Liberalism and Local Government in Early Victorian London
In this study, Weinstein considers the development of London's liberal political culture between the general election of 1832 and the establishment of the Metropolitan Board of Works in 1855. He offers a fresh interpretation of the city's political life, arguing that Whiggery was a potent force, exerting a 'powerful "negative influence" on the construction of early Victorian metropolitan radical identity'.
The Making of Victorian Values
Decency and Dissent in Britain: 1789–1837
Ben Wilson explores 'the way the British went about moral rearmament' in the early 19th century. His focus is on the generation born in the aftermath of the American and French revolutions, and he begins with the libertine spirit inspired by Byron, Shelley and the Romantics. He then examines how 'an alliance of evangelical reformers and secular utilitarians' fought against forms of debauchery and vice to shape the moral, political and social character of 19th century Britain. Slightly off-mint.
Shipwreck Of The Whaleship Essex
The inspiration for Herman Melville's Moby Dick, a sperm whale rammed and sank the whaling ship Essex in 1820, casting its crew into open boats for a three-month ordeal during which they resorted to cannibalism to sustain themselves. This book includes first mate Owen Chase's account, the testimony of two other survivors and facsimiles of notes made by Melville on Chase's story. (Contains material previously published in The Wreck of the Whaleship Essex.)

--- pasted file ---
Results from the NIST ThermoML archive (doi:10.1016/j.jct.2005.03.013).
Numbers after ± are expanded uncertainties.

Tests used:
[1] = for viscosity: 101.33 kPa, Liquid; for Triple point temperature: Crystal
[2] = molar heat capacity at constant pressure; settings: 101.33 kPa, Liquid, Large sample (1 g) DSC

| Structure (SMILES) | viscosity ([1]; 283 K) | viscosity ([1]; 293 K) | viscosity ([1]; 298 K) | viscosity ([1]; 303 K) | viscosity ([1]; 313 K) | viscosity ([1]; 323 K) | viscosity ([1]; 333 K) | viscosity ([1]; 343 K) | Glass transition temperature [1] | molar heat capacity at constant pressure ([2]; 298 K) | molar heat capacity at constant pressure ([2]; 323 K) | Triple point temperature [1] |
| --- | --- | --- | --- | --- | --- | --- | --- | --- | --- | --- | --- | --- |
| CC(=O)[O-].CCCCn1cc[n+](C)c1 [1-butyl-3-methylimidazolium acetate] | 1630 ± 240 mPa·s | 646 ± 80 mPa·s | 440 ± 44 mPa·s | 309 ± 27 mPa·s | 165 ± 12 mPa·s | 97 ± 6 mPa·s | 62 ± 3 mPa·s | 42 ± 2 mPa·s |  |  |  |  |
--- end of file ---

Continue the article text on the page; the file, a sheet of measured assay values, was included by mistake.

Six for the Tolpuddle Martyrs
The Epic Struggle for Justice and Freedom
Taking its title from a radical version of the song ‘Green Grow the Rushes, O’, this history explores the lives and politics of the six Dorset farm labourers sentenced to transportation in 1834 for attempting to establish a trade union. It records the struggle against a reduction in agricultural wages that led to their arrest and trial, their experiences in Australia, and the public campaign that brought about their eventual pardon and homecoming.
Bombers, Rioters and Police Killers
Violent Crime and Disorder in Victorian Britain
Simon Webb examines a dark aspect of life in Victorian Britain which is less well-known than the poisoners and serial killers: rioting and disorder, mob violence and terrorism. Among the topics covered are the Clerkenwell Outrage, when explosives detonated in the street killed 15 people and injured 120; the West End riots on Black Monday and Bloody Sunday; and the Aldersgate Underground bombing in 1897.